3 research outputs found

    Bibliography versus Auto-Bibliography: Tackling the Transformation of Traditions in the Research Process

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    Ms. Babb reports on a study conducted to determine whether researchers will identify the same works recommended by scholarly bibliographies if their searching is limited to the confines of the library catalog and its subject headings. She explores how the auto-bibliography of the catalog compares to more traditionally compiled bibliographies, and what—if anything—is sacrificed when users rely upon auto-bibliography rather than scholarly bibliography

    Subject Trends in Chinese Studies Academic Monographs and Library Collections: A Case Study

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    This paper explores how growth in the field of Chinese Studies has affected subject trends in academic publications, library holdings, and usage of Chinese Studies materials from 1992 to 2017. Using data on academic monographs published from EBSCO’s GOBI (Global Online Bibliographic Information), comparisons were made with subject trends found in the Chinese Studies print collection at the University of North Carolina at Chapel Hill. Contrary to expectation, there was no discernible increase in social science literature relative to other subjects. Meaningful findings included an increased diversity in topics covered and the continuity in traditional areas of strength for Chinese-language resources. This paper also describes the methodology for using library metadata to measure subject trends, and discusses potential explanations for specific findings.Master of Science in Library Scienc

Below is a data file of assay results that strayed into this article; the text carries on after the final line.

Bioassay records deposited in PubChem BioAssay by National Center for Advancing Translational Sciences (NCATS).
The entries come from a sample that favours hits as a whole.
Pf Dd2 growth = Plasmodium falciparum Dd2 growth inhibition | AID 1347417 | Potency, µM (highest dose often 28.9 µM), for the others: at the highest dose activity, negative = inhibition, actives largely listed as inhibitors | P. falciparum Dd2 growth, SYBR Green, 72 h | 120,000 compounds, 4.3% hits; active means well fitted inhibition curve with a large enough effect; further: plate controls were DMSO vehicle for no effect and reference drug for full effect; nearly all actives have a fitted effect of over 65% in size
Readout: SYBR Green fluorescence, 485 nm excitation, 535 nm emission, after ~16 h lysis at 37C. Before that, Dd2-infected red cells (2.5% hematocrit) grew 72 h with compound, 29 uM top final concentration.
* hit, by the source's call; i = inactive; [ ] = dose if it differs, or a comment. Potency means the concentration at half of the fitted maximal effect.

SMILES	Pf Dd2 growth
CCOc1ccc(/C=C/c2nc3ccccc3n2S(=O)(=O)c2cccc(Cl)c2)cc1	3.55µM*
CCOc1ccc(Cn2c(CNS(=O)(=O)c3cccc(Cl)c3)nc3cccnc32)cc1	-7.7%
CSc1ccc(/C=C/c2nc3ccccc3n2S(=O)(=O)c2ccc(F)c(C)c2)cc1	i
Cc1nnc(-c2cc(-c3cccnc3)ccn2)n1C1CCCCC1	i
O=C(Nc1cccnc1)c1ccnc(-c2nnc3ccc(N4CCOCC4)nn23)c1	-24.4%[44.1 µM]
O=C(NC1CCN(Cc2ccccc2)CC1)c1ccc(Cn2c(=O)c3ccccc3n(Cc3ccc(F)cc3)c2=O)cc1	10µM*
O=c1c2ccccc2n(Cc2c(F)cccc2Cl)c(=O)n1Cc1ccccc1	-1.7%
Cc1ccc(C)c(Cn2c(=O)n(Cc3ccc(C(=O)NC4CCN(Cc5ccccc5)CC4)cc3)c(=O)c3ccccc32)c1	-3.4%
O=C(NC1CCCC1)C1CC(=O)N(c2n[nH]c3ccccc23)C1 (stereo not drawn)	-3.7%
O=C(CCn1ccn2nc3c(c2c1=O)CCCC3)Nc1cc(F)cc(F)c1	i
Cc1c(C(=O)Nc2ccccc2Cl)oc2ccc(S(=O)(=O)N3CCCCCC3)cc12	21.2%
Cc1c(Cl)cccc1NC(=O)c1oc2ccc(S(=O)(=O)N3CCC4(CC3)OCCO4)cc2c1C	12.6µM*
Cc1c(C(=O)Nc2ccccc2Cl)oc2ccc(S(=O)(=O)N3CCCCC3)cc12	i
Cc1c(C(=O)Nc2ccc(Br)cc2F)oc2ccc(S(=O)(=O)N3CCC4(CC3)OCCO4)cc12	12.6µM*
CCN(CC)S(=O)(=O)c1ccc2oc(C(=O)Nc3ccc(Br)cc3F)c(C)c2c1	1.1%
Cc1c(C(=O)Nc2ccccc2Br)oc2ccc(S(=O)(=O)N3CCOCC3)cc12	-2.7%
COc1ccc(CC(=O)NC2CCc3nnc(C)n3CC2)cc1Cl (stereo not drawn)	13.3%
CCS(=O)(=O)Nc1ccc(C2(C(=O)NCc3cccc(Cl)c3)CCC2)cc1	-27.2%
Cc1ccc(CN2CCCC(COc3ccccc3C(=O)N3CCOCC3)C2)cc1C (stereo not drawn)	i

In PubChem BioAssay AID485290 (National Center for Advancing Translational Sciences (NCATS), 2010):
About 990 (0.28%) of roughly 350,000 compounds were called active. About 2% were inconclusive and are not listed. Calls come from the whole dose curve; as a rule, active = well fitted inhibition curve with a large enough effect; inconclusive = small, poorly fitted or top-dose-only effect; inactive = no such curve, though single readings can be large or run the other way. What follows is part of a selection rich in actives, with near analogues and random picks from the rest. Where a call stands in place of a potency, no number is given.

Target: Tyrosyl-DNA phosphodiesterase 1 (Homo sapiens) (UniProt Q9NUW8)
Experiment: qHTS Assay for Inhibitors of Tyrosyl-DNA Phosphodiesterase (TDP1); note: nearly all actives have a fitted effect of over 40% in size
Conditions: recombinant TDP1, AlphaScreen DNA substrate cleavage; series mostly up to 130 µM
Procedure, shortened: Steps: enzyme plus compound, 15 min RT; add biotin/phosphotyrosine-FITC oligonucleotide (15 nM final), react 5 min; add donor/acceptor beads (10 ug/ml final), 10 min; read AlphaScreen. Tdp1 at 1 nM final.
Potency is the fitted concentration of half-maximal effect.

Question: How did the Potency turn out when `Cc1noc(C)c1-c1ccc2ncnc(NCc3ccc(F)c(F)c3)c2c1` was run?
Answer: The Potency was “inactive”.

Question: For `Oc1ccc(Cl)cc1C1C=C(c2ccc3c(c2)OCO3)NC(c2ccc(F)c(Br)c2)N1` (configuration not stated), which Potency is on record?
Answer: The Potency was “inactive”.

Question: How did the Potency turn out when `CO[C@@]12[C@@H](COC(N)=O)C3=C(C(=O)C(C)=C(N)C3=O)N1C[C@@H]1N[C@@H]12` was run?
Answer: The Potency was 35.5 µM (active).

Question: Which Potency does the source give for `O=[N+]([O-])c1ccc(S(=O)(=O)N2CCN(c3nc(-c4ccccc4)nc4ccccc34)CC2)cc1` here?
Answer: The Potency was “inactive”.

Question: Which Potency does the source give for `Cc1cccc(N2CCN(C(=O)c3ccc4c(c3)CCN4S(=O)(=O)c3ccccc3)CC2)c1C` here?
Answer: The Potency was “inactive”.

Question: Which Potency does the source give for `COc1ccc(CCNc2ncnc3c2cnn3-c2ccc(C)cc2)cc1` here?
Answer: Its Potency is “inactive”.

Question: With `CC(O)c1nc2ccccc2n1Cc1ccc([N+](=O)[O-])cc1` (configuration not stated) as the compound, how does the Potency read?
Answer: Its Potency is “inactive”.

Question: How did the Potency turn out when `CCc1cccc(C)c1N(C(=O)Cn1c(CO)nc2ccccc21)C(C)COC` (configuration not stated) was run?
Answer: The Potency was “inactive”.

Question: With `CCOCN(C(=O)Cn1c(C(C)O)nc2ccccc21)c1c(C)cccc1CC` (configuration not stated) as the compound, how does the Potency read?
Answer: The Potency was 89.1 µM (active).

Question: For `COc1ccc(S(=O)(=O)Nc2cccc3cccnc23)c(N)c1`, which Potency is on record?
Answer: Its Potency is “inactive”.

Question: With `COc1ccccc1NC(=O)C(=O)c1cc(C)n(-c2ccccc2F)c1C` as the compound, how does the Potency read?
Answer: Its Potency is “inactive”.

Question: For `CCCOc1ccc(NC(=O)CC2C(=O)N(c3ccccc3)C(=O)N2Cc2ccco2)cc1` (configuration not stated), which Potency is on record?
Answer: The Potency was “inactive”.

VI Encuentro de Catalogación y Metadatos: Memoria

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    The discussion on the adoption and implementation of the new cataloging standard, RDA (Resource Description and Access) is a matter present among communities from different parts of the world, interested in research, education and professional practice of cataloging, metadata and information organization. Within this context, communities from Mexico and Latin America involved in the different aspects of this LIS area met for sixth consecutive time in the event that has become the ideal forum for academic discussion and exchange of experiences related to theory and practice of these matters. This publication includes papers presented in this academic event, which served as starting point for discussion and reflection on the challenges that currently we are facing on information organization, cataloging and metadata, as well as the alternatives used by diverse cataloging communities in Mexico and Latin America
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